It has been awhile since we have visited. I have had a chance to visit with old friends and family and have just been reminded constantly this summer of how enjoyable it is to be connected to people. And in that joy, there are still always challenges. As some friends and I passionately discussed parenting, life, and faith, I was quickly reminded of a free gift we all possess and can give away. Forgiveness.

To many, it is just a word in a phrase. We often throw it around without a care. But to truly forgive releases healing and life. Some things are easier to forgive than others, true. But all things are forgivable. No really; they are.

“But you don’t know what I did,” you say.

It doesn’t matter.

“What about what they did?”

It hurts, but it can be forgiven.

Is it possible that relationships may have to change? Sure. But true forgiveness, even in that relational shift, can breathe life to both parties.

Think back on a time when you forgave someone who possibly didn’t deserve it. How did you feel before you were able to forgive? How did you feel after you forgave them? Now ponder on the following: something you need to be forgiven for, someone you need to forgive, and how you will approach those situations. It’s hard to ask for forgiveness, but as you look at times past when you received grace and forgiveness, focus on the freedom. The freedom that comes from knowing someone has forgiven you can’t be matched by anything you could get in this world. The freedom you forgive from releasing someone for wronging you releases the same life and energy back into the world.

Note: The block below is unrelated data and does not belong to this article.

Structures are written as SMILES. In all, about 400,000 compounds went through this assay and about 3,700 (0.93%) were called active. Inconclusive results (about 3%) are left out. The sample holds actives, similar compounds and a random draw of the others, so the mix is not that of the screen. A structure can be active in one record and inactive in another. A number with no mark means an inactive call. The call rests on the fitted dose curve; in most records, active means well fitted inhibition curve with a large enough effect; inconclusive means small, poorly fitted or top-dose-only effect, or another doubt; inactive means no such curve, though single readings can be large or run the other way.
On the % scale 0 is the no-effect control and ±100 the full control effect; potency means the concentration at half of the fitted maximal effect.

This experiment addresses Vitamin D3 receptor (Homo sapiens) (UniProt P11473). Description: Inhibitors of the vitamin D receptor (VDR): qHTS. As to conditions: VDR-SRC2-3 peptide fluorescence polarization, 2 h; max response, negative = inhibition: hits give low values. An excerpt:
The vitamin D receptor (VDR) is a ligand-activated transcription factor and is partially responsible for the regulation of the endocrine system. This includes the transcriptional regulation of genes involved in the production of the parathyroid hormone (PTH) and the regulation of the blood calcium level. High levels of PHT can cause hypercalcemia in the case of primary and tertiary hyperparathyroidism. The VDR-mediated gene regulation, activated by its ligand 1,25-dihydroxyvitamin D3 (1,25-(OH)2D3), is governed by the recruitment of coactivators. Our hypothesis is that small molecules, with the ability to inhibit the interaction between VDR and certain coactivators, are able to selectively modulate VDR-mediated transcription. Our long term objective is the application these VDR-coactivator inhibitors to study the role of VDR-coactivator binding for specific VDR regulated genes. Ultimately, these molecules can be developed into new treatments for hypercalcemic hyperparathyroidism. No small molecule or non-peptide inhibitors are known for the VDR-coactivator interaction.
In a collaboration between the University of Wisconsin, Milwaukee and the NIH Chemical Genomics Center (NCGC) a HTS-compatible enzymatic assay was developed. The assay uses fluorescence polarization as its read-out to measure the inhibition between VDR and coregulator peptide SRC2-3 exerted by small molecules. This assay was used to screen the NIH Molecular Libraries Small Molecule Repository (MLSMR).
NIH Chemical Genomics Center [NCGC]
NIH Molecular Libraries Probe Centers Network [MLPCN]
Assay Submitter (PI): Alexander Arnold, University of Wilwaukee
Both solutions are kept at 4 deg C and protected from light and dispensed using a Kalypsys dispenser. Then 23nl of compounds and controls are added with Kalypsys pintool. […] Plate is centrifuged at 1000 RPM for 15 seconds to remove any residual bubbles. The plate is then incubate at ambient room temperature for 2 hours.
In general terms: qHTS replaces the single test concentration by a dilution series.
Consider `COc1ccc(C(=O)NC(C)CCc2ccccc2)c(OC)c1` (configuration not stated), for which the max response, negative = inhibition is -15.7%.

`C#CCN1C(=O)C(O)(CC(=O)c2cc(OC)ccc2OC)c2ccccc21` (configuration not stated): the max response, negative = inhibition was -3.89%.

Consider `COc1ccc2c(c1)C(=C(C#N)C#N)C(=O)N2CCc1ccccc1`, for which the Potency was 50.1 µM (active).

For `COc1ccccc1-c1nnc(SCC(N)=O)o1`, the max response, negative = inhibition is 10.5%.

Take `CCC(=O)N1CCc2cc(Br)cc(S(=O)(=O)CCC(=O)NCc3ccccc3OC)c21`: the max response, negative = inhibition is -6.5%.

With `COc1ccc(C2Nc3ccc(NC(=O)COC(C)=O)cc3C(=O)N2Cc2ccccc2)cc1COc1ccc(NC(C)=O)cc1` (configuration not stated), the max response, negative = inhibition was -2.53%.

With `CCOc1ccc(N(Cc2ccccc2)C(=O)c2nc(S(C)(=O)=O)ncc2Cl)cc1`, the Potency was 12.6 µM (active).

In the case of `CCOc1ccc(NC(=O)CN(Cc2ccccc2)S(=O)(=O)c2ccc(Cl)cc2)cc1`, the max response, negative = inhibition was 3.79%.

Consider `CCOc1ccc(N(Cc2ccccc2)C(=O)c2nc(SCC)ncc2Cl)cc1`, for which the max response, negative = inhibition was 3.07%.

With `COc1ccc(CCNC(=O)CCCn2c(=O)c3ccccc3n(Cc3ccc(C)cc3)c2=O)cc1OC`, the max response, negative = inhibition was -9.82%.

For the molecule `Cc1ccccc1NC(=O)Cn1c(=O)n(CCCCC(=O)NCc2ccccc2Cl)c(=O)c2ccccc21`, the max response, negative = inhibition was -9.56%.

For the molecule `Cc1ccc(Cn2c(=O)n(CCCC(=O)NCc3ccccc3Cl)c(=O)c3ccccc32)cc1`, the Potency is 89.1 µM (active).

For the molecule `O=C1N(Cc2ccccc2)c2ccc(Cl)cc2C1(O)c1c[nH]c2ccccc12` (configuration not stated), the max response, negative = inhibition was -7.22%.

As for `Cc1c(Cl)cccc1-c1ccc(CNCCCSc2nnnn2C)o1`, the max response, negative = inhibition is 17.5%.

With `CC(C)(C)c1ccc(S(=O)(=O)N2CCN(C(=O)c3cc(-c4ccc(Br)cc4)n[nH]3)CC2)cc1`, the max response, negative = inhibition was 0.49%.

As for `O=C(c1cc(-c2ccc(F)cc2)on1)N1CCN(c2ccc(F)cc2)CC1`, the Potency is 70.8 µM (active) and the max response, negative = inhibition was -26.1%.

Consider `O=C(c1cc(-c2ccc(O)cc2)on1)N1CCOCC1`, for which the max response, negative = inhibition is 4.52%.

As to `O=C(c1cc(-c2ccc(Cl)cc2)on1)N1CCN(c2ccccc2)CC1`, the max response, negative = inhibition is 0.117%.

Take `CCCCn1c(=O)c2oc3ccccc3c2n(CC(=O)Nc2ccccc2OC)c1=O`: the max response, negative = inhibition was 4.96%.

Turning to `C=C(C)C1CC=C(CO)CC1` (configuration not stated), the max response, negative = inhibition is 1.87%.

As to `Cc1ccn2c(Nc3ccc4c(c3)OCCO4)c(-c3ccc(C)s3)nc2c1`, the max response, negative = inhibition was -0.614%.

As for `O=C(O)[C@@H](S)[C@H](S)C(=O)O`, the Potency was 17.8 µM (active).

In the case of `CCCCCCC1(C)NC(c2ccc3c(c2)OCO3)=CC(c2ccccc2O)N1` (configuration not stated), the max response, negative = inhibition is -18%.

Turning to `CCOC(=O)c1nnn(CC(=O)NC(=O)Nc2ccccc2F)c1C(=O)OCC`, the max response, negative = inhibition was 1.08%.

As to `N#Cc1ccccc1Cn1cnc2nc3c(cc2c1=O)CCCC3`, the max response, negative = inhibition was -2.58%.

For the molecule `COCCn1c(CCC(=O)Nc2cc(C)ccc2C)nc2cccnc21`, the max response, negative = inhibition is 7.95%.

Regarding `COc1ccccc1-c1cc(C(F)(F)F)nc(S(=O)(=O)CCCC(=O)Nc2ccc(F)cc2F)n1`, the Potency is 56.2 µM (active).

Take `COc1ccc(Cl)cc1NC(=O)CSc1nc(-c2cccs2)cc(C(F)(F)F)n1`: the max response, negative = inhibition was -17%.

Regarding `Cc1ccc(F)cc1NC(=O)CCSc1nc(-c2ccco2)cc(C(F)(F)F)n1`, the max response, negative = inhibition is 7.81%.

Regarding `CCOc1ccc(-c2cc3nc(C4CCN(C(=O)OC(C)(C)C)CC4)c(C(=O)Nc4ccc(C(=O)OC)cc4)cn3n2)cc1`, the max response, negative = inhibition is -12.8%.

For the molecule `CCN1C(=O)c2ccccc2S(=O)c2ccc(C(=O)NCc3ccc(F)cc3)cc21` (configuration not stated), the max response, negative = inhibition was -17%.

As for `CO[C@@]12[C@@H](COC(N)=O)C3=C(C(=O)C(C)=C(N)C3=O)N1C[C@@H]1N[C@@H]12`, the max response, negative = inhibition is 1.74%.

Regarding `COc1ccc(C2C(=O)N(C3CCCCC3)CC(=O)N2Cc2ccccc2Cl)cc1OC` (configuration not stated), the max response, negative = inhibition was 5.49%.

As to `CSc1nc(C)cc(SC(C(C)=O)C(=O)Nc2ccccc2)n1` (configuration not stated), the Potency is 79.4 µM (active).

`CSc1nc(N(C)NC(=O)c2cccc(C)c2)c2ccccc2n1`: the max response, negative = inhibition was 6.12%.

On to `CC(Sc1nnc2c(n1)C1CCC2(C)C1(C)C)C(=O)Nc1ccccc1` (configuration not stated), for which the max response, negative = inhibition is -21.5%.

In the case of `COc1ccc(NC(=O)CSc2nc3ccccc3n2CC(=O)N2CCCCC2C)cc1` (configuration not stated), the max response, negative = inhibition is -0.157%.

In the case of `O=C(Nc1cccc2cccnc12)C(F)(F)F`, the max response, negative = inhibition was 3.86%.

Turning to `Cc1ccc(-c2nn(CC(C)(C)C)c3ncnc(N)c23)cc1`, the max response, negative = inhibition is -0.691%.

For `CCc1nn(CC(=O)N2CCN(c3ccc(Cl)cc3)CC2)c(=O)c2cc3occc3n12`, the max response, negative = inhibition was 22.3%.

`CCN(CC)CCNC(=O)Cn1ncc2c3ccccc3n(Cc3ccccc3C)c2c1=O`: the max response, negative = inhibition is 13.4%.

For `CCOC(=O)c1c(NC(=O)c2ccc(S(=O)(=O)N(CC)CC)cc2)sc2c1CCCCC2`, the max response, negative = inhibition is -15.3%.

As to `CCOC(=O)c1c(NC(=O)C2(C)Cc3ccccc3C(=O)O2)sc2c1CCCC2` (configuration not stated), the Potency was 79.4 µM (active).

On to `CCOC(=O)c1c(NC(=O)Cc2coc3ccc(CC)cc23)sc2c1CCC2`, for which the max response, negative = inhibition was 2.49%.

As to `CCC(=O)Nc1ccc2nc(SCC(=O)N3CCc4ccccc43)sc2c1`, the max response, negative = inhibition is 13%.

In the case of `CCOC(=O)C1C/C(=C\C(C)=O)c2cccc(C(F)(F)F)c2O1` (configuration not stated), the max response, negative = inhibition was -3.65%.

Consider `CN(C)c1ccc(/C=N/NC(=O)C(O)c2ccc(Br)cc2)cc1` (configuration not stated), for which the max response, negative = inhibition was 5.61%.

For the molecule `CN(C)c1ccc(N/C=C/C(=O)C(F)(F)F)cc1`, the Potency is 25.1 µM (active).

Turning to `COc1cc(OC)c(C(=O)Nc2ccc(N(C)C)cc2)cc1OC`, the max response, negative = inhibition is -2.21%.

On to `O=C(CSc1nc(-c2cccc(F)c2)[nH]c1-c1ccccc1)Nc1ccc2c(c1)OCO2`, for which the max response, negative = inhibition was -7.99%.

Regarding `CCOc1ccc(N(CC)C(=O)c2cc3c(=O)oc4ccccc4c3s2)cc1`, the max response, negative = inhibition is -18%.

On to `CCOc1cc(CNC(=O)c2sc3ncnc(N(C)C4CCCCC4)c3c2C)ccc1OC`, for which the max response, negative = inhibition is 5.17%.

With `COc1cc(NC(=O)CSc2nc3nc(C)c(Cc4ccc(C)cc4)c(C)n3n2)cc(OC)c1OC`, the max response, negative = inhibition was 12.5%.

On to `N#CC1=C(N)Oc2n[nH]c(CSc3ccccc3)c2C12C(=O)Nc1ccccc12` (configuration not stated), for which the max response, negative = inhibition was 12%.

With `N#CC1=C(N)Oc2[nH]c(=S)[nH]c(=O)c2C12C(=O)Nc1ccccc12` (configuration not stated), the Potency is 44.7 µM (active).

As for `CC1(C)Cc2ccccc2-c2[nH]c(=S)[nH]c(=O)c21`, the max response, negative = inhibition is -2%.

I want to challenge you to go to someone you may have offended, and ask for forgiveness. It might not be easy, but it surely is worth it. Even if they aren’t able to forgive you now, give it time. Just admiring you need to ask begins the healing process. If someone asked you for forgiveness that you weren’t able to give, search your heart and find a way. Go to them, and tell them you forgive them. Freely you have received, and freely you should give. There is nothing but good that can come from a lifestyle of forgiveness.  I will leave you with this thought from a dear friend. until next time my friends….

To apologize is to forgive.

To say I am sorry is to say that my pride is not more important than the feeling my words or actions created.

To recognize the pain of others and apologize speaks to the brokenness of others.

My apology isn’t to shut down your thoughts and feelings.

My apology is to open the door to forgiveness.

Forgiveness speaks to the right you have to heal.

To no longer be defined by the past and mistakes placed on you by those who should be there to protect and speak life into you.

-Laura Lynd